Tree Warden. Municipal Corporations. Way, Public: defect in highway.
A city is not liable for injuries caused by negligence of the tree warden of the city when cutting down and removing a tree in the course of his duty as a public officer.
Where the tree warden of a city and his assistants had been engaged for two or three days in cutting down and removing a tree standing in a sidewalk of a public way of the city, and, having removed the limbs of the tree, completed on a certain day the work of digging around the tree and substantially cutting the roots, leaving it guyed to a telephone pole until the forenoon of the following day, when the guy rope was cut and the tree was about to be taken down,
but fell unexpectedly across the street, striking and injuring a boy who was on the sidewalk on the opposite side of the street, these facts cannot be found to have constituted reasonable notice to the city that the tree was a defect in the highway.
MORTON, J. This is an action of tort to recover for injuries received by the plaintiff from the falling of a tree which stood in the sidewalk on Olive Street, a public way in the defendant city. The plaintiff, a child three years and seven months old, was on the sidewalk on the opposite side of the street and was struck by the tree as it fell. [Note p226-1]
At the time of the accident the tree warden and some of his men were engaged and had been for two or three days in cutting down and removing the tree. The tree fell unexpectedly. If its fall was due to negligence on the part of any one, the negligence was that of the tree warden and his assistants, and for that the defendant is not liable. Donahue v. Newburyport, 211 Mass. 561 . There is nothing to show what the condition of the tree was before the tree warden and his assistants began to take it down or whether before that time it constituted a defect in the highway, though one witness testified that "the limbs were coming down in a wind storm." So far as appears it was the cutting away of the roots by the tree warden and his assistants, aided by the cutting of a guy from the tree to the telephone pole a short time before the accident, which caused the tree to fall. The evidence showed that the tree warden and his assistants began the work of removing the tree by cutting off and removing the limbs and proceeded after having done that to dig around the tree and cut the roots. The evidence was conflicting whether the work of digging around the tree and cutting the roots was completed on Friday, or was finished on Saturday morning not long before the tree fell. But taking the view of the evidence most favorable to the plaintiff, there is nothing, we think, to warrant a finding that the tree was a menace to the public safety for such a length of time that the defendant had, or in the exercise of proper care and diligence might have had, reasonable notice of its condition. There is, as already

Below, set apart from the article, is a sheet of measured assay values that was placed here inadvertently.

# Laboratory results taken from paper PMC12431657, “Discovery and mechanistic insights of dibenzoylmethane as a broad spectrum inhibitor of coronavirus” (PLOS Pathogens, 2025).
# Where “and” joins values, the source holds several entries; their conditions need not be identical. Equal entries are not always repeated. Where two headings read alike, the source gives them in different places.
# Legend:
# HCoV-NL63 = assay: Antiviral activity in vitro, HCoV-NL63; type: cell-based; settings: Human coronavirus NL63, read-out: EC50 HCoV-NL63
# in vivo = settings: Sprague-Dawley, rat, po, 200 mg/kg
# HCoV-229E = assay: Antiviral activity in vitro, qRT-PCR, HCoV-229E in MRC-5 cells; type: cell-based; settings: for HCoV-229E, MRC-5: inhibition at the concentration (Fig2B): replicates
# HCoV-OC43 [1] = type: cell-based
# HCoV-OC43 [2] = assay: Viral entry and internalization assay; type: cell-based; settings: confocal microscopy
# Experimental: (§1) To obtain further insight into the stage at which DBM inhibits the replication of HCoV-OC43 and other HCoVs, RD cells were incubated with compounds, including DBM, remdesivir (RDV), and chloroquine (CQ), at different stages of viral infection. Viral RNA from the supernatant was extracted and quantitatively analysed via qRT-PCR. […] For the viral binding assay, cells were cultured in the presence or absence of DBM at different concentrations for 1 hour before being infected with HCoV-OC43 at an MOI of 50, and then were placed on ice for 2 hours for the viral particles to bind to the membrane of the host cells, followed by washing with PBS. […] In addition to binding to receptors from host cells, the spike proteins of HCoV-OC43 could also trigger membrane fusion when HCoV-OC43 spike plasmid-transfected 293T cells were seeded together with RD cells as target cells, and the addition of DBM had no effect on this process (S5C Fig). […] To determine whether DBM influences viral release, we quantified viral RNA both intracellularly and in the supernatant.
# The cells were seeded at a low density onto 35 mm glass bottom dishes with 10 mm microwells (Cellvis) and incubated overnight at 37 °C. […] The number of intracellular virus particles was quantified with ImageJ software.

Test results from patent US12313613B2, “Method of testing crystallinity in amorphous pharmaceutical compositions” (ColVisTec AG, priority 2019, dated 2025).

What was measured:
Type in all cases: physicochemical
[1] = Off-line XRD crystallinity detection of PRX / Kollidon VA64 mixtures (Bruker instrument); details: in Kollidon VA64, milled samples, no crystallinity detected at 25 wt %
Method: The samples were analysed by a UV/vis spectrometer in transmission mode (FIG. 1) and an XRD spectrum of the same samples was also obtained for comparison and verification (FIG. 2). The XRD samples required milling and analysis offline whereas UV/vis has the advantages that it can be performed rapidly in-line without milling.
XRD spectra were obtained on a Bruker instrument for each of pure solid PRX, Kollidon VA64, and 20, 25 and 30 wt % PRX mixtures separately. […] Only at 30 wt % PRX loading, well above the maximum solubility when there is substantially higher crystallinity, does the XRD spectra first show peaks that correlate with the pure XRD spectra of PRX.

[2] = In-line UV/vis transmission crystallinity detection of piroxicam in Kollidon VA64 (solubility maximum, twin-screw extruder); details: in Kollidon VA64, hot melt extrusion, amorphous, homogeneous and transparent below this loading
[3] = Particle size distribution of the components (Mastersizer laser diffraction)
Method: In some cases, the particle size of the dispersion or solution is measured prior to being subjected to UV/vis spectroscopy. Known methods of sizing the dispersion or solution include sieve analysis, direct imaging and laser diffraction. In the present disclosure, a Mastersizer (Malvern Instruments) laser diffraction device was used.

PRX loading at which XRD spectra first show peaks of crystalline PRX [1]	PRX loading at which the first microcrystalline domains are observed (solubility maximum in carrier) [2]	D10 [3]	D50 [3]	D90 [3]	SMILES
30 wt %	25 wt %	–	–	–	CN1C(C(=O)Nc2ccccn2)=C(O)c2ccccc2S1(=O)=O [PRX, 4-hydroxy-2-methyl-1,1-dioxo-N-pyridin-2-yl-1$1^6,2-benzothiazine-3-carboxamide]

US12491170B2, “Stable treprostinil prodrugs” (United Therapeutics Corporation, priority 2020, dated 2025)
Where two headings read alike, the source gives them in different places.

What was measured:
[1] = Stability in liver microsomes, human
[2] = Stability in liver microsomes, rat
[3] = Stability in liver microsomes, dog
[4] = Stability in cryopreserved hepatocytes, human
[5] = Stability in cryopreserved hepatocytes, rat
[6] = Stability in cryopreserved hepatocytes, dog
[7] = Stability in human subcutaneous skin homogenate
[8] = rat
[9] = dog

observed, nothing to show that the tree was liable to fall until the roots were cut away in the process of taking it down and the guy had been removed, and, assuming in the plaintiff's favor that the evidence would warrant a finding that the roots had been substantially cut on Friday and that the tree fell Saturday forenoon, we do not think that, guyed as it was, that condition of things constituted or could be found to constitute reasonable notice to the defendant that the tree was a defect in the highway. Its condition was a transient one, incident to the work of its removal which had not been completed, and in which the tree warden and his assistants were engaged at the time of the fall. The case differs materially from Donahue v. Newburyport, supra.
The conclusion to which we have come on this branch of the case renders it unnecessary to consider whether the plaintiff was or was not a traveller on the highway.
The case was submitted on briefs.
T. S. Herlihy, for the plaintiff.
D. P. Page, for the defendant.
[Note p226-1] In the Superior Court Bell, J., ordered a verdict for the defendant; and the plaintiff alleged exceptions.